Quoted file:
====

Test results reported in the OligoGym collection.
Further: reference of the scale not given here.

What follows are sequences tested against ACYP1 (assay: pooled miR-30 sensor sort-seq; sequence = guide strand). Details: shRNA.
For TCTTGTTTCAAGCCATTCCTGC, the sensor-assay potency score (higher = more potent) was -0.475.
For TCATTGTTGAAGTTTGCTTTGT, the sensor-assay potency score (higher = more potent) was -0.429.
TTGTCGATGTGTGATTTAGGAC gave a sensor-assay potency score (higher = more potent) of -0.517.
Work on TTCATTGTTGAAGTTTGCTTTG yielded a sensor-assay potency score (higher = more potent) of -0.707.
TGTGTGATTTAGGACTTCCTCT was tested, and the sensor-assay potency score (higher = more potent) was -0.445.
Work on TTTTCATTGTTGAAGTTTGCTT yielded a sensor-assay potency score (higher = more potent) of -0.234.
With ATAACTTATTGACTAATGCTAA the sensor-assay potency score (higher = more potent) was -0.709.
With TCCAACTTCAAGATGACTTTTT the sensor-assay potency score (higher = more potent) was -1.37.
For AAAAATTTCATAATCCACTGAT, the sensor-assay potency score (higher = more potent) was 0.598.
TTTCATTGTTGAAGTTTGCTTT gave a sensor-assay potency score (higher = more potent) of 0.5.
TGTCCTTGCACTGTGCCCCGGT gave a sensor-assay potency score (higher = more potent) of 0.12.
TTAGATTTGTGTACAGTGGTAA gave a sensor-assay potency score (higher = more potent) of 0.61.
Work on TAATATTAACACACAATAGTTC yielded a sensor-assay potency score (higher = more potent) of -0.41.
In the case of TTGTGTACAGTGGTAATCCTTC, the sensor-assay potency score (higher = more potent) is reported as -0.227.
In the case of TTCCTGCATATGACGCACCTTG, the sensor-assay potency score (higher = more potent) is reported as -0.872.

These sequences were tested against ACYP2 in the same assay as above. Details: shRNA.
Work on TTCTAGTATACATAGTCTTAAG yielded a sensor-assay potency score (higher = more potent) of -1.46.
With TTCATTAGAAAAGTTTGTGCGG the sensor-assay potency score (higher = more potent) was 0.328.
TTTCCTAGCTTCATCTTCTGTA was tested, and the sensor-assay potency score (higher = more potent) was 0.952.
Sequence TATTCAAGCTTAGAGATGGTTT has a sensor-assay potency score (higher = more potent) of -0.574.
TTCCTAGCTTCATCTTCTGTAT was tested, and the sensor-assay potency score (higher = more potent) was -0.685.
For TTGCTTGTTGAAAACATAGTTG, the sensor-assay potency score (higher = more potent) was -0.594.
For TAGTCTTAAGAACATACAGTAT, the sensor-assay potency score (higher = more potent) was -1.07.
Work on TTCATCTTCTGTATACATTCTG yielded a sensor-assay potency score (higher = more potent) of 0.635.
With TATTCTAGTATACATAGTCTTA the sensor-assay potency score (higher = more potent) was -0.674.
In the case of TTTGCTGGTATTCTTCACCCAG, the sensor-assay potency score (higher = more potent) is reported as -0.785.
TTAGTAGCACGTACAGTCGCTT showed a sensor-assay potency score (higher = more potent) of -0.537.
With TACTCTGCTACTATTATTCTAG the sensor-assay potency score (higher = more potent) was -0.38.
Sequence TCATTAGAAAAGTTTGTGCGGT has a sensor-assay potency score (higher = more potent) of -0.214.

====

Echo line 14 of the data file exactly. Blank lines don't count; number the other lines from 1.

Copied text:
TGTCCTTGCACTGTGCCCCGGT gave a sensor-assay potency score (higher = more potent) of 0.12.